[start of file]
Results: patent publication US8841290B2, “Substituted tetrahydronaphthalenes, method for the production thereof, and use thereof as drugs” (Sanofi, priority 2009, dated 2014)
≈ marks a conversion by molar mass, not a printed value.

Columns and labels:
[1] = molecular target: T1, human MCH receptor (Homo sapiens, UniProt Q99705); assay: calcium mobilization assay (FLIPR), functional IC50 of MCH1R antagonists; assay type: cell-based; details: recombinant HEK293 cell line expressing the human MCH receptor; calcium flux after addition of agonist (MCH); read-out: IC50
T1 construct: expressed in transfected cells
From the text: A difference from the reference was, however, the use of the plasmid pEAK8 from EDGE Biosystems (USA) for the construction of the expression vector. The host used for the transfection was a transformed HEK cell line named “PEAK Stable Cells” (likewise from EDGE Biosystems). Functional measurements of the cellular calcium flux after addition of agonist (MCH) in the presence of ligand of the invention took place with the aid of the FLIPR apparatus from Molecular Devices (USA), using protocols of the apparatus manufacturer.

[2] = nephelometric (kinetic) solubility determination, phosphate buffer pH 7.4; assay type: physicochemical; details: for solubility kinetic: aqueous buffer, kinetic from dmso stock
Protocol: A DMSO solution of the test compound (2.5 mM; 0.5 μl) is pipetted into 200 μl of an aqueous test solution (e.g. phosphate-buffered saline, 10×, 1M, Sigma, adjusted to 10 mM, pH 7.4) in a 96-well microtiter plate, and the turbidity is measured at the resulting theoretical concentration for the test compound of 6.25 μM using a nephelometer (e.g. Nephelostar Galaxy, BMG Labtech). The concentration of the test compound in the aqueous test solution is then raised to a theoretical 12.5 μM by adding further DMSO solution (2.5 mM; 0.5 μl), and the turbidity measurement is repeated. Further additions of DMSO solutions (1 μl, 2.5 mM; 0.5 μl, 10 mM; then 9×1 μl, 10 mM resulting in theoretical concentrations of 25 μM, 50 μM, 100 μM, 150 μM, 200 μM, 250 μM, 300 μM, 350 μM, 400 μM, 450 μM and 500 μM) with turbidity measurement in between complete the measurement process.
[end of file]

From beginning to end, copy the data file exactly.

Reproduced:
Results: patent publication US8841290B2, “Substituted tetrahydronaphthalenes, method for the production thereof, and use thereof as drugs” (Sanofi, priority 2009, dated 2014)
≈ marks a conversion by molar mass, not a printed value.

Columns and labels:
[1] = molecular target: T1, human MCH receptor (Homo sapiens, UniProt Q99705); assay: calcium mobilization assay (FLIPR), functional IC50 of MCH1R antagonists; assay type: cell-based; details: recombinant HEK293 cell line expressing the human MCH receptor; calcium flux after addition of agonist (MCH); read-out: IC50
T1 construct: expressed in transfected cells
From the text: A difference from the reference was, however, the use of the plasmid pEAK8 from EDGE Biosystems (USA) for the construction of the expression vector. The host used for the transfection was a transformed HEK cell line named “PEAK Stable Cells” (likewise from EDGE Biosystems). Functional measurements of the cellular calcium flux after addition of agonist (MCH) in the presence of ligand of the invention took place with the aid of the FLIPR apparatus from Molecular Devices (USA), using protocols of the apparatus manufacturer.

[2] = nephelometric (kinetic) solubility determination, phosphate buffer pH 7.4; assay type: physicochemical; details: for solubility kinetic: aqueous buffer, kinetic from dmso stock
Protocol: A DMSO solution of the test compound (2.5 mM; 0.5 μl) is pipetted into 200 μl of an aqueous test solution (e.g. phosphate-buffered saline, 10×, 1M, Sigma, adjusted to 10 mM, pH 7.4) in a 96-well microtiter plate, and the turbidity is measured at the resulting theoretical concentration for the test compound of 6.25 μM using a nephelometer (e.g. Nephelostar Galaxy, BMG Labtech). The concentration of the test compound in the aqueous test solution is then raised to a theoretical 12.5 μM by adding further DMSO solution (2.5 mM; 0.5 μl), and the turbidity measurement is repeated. Further additions of DMSO solutions (1 μl, 2.5 mM; 0.5 μl, 10 mM; then 9×1 μl, 10 mM resulting in theoretical concentrations of 25 μM, 50 μM, 100 μM, 150 μM, 200 μM, 250 μM, 300 μM, 350 μM, 400 μM, 450 μM and 500 μM) with turbidity measurement in between complete the measurement process.